Here are some of the most interesting things I heard today from new UW athletic director Scott Woodward:
Is he happy about the football program?
No, I'm not happy. Nor is coach Willingham, nor are the student athletes who participate in football. No one's happy. I go out to practice every single day and I'm in the training room every single day and I'm in the study hall and I'm in the training table every single day. And I see these kids and I look in their eyes, they're not happy, but they're working hard, they're nowhere near quitting, and they're going to give it their best. This is early in the season and it's premature to talk about anything but supporting these Huskies and supporting them as best as we can.
On his relationship with Willingham:
Very good. Coach Willingham is a fabulous person and a fabulous coach. I've spent an enormous amount of time with the football program. We've put a lot of resources both financial and personnel into football, and fixing football was one of the top priorities that I've had coming in here, and it will continue to be.
Follow-up on why he believes Willingham is a fabulous coach:
I'll judge that at the end of the season and hope that we get our wins that we think we can because we're doing a lot of good things and you just have that corner to turn, and it's hard to do, and I'm optimistic that corner will be turned.
His philosophy about changing coaches in mid-season:
It's still to be evaluated at the right time, and now's the right time in my opinion. But I do have a philosophy that you judge a body of work at the end of the season, and that's how we'll do it.
Whether he must either give Willingham a new contract or hire a new coach after this season:
I haven't definitely decided that, but I would think that the two scenarios you laid out would be the scenarios we go down.
On whether football attendance will figure in on his decision:
It'll be in the calculus, but not mega. Sure, it's in the calculus. … I think if you watch the trends of attendance we hit a bottom and we're coming out of that trough. But there's no doubt about it, we have to put a better product on the field and our fans have to feel good about it. Like I've said, our coaches and our student athletes are working their tails off and they're doing everything they can to get those so-far elusive wins.
The current status of the stadium renovation project:
We're asking two things. What we're guessing right now is a $300 million project. We're going to ask the state for the tourism taxes, which we pay heavily into with our visiting teams and their fans, the hotel-motel tax, restaurant tax, and rental car tax. We're going to ask to be a part of that mix when it's decided in Olympia and is take to King County. So that's half of where we're seeking funding. And of that half, the only thing that we're going to ask for is going to be seismic, health and safety, ADA and things that really are the basis of this whole facility which is a safe facility. The second part will be a combination of current seat donor increases, philanthropic asks and I'm going to see how much we can carve out of our department to service some debt of that other $150 million dollars. So it'll be a 50-50 split and it'll be the same thing that we've been preaching for a long time now.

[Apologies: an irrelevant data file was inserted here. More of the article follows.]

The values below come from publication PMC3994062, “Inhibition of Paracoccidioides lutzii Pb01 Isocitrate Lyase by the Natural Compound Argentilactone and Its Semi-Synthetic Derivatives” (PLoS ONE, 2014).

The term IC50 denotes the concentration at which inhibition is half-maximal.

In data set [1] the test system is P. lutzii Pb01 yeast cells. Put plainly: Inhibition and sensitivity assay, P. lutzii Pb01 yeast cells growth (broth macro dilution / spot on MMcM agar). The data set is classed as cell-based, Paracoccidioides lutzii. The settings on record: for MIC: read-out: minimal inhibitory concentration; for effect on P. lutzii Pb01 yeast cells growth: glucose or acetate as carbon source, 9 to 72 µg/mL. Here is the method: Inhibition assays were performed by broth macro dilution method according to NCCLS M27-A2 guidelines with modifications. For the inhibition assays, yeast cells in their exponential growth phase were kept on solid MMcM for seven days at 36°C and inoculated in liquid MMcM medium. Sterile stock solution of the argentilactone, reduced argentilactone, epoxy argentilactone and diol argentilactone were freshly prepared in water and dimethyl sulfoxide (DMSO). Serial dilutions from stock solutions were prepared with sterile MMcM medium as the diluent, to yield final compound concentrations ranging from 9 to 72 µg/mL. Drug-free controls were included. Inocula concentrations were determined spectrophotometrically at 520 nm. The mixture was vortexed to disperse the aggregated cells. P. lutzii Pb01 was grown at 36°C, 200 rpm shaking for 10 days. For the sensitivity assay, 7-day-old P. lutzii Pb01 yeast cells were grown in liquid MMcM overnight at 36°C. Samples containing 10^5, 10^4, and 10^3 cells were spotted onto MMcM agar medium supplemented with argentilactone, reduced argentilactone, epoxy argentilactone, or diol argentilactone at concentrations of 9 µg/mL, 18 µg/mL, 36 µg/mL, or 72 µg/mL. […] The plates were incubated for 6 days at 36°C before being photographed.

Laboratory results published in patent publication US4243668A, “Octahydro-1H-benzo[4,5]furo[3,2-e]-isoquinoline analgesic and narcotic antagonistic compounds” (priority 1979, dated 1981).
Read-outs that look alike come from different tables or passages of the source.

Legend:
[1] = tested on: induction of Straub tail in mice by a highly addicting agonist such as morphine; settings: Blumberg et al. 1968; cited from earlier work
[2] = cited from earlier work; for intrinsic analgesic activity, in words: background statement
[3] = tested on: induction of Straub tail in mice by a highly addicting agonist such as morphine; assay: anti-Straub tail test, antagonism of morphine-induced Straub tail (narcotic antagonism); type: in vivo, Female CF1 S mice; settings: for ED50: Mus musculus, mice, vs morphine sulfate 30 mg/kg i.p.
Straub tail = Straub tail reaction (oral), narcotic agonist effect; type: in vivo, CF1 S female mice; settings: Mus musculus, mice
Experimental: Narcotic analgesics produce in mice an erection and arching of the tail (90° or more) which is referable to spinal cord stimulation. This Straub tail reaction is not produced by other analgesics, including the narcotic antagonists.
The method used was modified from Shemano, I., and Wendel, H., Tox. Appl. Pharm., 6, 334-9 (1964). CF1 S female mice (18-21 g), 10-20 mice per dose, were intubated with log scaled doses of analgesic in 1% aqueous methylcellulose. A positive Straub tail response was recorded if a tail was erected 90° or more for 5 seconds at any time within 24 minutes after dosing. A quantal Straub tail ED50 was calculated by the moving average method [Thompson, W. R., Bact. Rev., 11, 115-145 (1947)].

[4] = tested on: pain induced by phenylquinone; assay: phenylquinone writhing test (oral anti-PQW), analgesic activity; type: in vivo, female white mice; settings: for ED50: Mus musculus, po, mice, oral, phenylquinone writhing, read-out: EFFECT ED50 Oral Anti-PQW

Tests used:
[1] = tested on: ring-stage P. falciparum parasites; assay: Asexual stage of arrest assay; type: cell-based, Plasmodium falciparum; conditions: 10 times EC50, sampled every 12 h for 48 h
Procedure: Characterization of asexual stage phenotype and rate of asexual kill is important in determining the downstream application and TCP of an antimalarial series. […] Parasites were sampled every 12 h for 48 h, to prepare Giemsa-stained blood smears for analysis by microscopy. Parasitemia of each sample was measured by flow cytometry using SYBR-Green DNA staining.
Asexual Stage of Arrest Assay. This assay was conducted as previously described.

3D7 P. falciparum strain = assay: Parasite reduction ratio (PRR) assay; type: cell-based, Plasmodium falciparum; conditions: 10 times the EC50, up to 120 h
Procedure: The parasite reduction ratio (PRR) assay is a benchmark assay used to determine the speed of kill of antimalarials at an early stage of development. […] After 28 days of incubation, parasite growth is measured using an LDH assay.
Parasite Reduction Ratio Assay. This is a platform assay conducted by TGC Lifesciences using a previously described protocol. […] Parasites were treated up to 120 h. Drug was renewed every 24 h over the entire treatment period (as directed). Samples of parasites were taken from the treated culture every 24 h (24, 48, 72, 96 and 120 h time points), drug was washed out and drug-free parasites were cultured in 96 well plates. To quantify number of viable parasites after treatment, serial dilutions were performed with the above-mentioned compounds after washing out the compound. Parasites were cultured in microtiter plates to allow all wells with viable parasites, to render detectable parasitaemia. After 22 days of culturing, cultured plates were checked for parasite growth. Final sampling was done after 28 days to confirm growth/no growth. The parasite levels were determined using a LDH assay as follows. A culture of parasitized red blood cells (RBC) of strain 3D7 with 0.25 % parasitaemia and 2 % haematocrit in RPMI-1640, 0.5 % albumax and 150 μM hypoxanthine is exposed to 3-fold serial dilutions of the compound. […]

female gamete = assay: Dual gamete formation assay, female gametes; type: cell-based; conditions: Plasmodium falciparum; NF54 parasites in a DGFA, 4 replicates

On reconnecting with unhappy football fans:
Win some ball games. That's the important thing. Like I said in the press conference, your warts show when you're losing and when you're winning they go away, kind of. We have to win some ball games, that's crucial.
On if he thinks there is dissatisfaction beyond mere losing:
I don't. I think that's the paramount issue. There may be some disconnect in some pocket areas and we'll try to figure what those are. But we're doing everything that we can to make it a great fan experience, our people are well-behaved and they support this place. I mean, look at our record over the past three or four years: It's abysmal. And look at the crowd that we have on a beautiful day in September and they're still there supporting these kids. Is there going to be a lot of chirping from a lot of disgruntled fans who want instant results? Heck yeah, I understand that, I get that. They can complain all they want because they have a right to.
On his football scheduling philosophy:
My philosophy is, I kind of like the A-B-C schedule of non-conference games. You schedule a good, competitive BCS school, and then kind of a lower-tier BCS school as your B, and then a non-BCS school as your C competition.
On media relations:
I know y'all have a job to do. I try to be as transparent as I can be and tell you what I can tell you. I know that you have a job to do and Richard and I are going to try to make it as easy as possible. But know my philosophy on coach Willingham: He's the COO of college football. I'm going to let him do things he likes to do. I'm going to tell you that he and I – just like my boss – we have disagreements, we handle them within those four walls and we come out together on them. … The West Coast is different. Most people open up their practices. Everywhere (else) I've been and everywhere I've ever noticed, they lock them down. … They know people are always watching and spying and they get very paranoid about it and rightfully so. So I have sympathy for it. But I also know that you guys help us promote our program and that you have a readership that wants to know what's going on here. So my philosophy is I love Pete Carroll and what he does. It's great, It's awesome. I like that. But I also know that championship football sometimes needs a competitive edge, and that (Nick) Saban philosophy of closing it down and locking it down has its merits.